Forgotten Films: The Loss of Silent Movies

By Kellie LoGrande

This still taken from the United States Motion Picture Corporation’s one-reel comedy “His Neglected Wife” (1919) shows some of the damage that nitrate films can suffer without careful preservation.

You may have seen a few silent films, such as Metropolis or Nosferatu, but the silent films available today are just a small percentage of all the silent films ever made. Today, very few silent films exist, and many of the films which do exist are incomplete. A staggering number of silent films in America are considered to be lost — approximately eighty-three percent. But why are so many of these films unavailable today? It’s all in the materials and preservation.

Today’s films are made from cellulose acetate plastic film, and are distributed via DVD and digital download. Cellulose acetate plastic film, known as “safety film,” replaced its predecessor in the 1950s. Its predecessor? Cellulose nitrate. Cellulose nitrate, or silver nitrate, is the type of film stock upon which silent films were recorded. Nitrate is an unstable film stock, one which can decompose if not stored properly and one which can catch fire easily.

There is one very serious problem with silver nitrate film stock, a problem which led to its replacement in the 1950s: nitrate film stock is highly flammable. Nitrate film is flammable in a perfect state; however, as it ages and decomposes into a brown powder, it progressively becomes more and more flammable. This is why the replacement for nitrate, acetate plastic, is called “safety film.” Nitrate films have been known to easily catch fire, with the fire spreading to other highly flammable films near it; this accounts for the large amount of movie vault fires, and for the loss of the films as a result of those fires.

Decomposition, especially due to improper storage, is the main cause of silent film loss. When nitrate films decompose, the top layer of the film will separate from the base, resulting in missing patches of the film and visual imperfections – some of which can hardly make the film viewable. This is illustrated well in the recently-discovered United Staes Motion Picture Corporation Comedy, His Neglected Wife, where some sections of the film are obscured by large blotches. Even properly storing the film does not guarantee its survival. This is why so many silent films are of poor viewing quality, with issues such as black or white blotches across the screen. The deterioration of nitrate film can also lead to certain parts of a film being unviewable altogether, thus destroying certain scenes. In fact, entire films have been destroyed; this is why most silent films are considered “lost.”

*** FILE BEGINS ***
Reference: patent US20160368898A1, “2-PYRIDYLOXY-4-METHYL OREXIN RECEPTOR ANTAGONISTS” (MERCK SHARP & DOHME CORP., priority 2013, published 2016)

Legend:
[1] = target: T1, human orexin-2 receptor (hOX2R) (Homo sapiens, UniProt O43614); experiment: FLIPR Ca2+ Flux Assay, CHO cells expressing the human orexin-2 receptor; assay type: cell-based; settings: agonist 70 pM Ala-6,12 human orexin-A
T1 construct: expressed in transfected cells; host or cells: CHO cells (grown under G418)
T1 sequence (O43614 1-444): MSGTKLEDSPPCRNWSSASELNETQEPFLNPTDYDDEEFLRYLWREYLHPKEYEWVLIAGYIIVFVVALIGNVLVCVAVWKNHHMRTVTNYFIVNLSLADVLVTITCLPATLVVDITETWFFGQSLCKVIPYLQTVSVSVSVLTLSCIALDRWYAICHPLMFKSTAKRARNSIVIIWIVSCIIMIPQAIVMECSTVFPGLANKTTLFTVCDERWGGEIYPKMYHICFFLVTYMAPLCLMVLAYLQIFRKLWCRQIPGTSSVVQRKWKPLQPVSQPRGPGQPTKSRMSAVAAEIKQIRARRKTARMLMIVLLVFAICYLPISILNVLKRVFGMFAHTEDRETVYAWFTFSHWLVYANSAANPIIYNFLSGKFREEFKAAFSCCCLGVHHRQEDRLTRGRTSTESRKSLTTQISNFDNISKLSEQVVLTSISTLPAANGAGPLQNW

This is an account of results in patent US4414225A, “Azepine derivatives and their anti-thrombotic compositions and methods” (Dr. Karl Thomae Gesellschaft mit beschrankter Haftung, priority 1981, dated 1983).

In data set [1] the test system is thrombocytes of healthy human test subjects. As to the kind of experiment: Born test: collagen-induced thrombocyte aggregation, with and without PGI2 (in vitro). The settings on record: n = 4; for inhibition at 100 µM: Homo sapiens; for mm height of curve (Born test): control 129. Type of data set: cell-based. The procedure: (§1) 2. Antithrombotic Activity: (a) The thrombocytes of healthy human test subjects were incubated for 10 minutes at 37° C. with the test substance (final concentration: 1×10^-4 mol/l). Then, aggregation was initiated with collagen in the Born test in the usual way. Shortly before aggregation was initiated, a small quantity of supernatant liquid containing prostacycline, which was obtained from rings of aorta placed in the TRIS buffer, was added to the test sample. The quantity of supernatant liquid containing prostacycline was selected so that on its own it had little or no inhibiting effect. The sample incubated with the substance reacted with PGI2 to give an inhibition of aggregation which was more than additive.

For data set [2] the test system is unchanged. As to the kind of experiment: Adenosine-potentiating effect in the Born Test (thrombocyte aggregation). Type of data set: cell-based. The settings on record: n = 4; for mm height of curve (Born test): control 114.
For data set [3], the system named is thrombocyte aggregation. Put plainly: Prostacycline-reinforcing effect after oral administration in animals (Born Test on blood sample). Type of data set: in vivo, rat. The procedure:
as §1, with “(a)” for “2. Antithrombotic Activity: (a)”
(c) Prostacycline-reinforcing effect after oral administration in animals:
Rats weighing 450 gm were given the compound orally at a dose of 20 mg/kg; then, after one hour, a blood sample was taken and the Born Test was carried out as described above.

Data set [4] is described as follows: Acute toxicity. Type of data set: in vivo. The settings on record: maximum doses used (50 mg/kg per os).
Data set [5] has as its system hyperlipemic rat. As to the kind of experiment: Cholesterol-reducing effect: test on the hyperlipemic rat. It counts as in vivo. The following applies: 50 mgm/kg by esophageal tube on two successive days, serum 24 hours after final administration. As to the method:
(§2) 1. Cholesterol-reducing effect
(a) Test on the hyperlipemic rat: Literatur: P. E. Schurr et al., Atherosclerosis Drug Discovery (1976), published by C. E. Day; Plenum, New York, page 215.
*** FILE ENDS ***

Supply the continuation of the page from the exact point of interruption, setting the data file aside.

Many of the films of the United States Motion Picture Corporation and the United States Moving Picture Corporation seem to have suffered that final fate, with the acidic nature of the films even destroying parts of the documents — summaries and manuscripts – which accompanied them. While films such as Flesh and Spirit survive, they survive only through the efforts of those who clamor to preserve early film. Flesh and Spirit was transferred onto safety film in 1966 by Andrew Sordoni, and was later transferred by Charles Petrillo, in 2010, into a digital format. Unfortunately, the preservation of other early silent films is often limited by insufficient funds to perform the restoration. With the clock ticking away on the life spans of these films, with the nitrate decomposing more and more, early films cannot wait and, eventually, can be lost with the passage of time.

Information on the preservation of early silent film, including the U. S. Motion Picture Corporation film His Neglected Wife, and information on how you can get involved in the preservation of early silent film can be found on the National Film Preservation Foundation’s website:

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